[King] was a huge, complex figure, . . . but, put simply: King used his moral authority as a minister to shame many mainstream Americans into changing their fundamental beliefs and practices. Put even more simply, nobody could do that now: ministers no longer have moral authority, and lack a mainstream political role.I'm not sure I agree with the statement that "ministers no longer have moral authority." One of my college roomates is now a minister, and he has as much "moral authority" as anyone I know. However, I would submit that his authority comes not from his role as a minister, but rather his choice to become (and be accepted as) a minister stems from his strength of character.
The being said, I think the larger point holds in that the public face of religion in America is too often Ralph Reed, or Pat Robertson, or Creflo Dollar. Back to King:
He rarely claimed that God gave him authority to make public policy on racial matters. He preached to his congregations, but mostly he used his social authority as a minister to make secular arguments on racial matters. If it's hard to imagine what this could have looked like, consider how we treat former generals talking about Iraq. A general's claim can certainly be wrong, and of course generals disagree, but a general has both presumptive authority on military matters and presumptive moral status as someone who has a certain character. Well, ministers used to be looked at the same way: Americans took both their moral opinions and their character seriously, though both were subject to rebuttal. King's preacherly mien increased rather than decreased his general authority on moral matters.I think the bolded quote probably tells a good deal of the story as to why ministers have lost some mainstream clout. Read the whole thing.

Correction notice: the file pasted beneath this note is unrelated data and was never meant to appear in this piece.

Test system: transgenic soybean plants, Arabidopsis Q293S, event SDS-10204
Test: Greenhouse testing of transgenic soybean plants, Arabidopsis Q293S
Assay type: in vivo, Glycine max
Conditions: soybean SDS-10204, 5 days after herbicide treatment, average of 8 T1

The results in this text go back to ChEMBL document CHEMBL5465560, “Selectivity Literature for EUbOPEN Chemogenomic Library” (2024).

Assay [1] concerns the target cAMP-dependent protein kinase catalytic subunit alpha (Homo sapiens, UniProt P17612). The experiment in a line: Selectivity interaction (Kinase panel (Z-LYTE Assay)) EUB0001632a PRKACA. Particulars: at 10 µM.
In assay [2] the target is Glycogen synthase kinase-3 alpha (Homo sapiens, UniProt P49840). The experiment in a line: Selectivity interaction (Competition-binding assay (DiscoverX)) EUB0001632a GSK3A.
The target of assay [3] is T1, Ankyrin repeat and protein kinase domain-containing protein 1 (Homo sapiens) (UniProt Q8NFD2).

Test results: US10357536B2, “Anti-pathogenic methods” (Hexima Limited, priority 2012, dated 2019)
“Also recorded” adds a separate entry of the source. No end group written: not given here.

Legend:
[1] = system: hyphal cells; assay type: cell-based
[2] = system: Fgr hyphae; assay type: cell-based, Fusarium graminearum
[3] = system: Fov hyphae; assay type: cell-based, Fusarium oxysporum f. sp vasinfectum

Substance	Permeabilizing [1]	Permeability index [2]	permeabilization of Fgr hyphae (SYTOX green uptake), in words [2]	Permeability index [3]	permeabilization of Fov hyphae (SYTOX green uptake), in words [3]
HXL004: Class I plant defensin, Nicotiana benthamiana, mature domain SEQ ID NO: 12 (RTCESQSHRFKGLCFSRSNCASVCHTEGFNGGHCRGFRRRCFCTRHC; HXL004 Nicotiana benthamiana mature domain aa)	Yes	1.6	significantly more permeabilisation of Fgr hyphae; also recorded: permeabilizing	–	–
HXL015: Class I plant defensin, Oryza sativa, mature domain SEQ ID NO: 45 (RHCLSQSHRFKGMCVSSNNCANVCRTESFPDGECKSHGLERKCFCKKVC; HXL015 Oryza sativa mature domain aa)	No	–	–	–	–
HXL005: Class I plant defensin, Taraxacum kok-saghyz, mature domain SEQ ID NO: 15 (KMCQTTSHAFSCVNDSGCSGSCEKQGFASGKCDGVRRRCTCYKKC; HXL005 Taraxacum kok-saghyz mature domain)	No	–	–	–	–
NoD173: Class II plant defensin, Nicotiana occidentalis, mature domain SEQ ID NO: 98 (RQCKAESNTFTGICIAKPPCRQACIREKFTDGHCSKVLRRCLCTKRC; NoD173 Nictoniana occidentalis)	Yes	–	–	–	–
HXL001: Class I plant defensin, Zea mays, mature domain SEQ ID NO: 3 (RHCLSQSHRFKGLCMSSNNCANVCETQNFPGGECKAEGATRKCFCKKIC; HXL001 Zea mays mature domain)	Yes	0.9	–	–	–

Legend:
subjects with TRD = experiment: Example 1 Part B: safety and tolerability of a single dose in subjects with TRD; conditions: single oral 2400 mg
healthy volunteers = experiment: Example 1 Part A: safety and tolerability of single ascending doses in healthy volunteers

We don't respect clergy like that anymore. As "mainline" denominations have weakened, and polarized politically, and free-lance evangelicals gained strength, a public statement by a preacher has come to convince those of the same religion and politics--but not the rest of society. (Polls on whether people want clergy to "speak up on political and social questions" often obscure this: if every voter wants her own religious authority to speak up on her own side, and would consider changing religious affiliations for political reasons, this means that clergy lack social power.)
(Lest you assume that I don't think religious figures can be forces for good, I would point to the aspirations of those slightly humbler than the 'leaders' I named above. See here and here for examples.)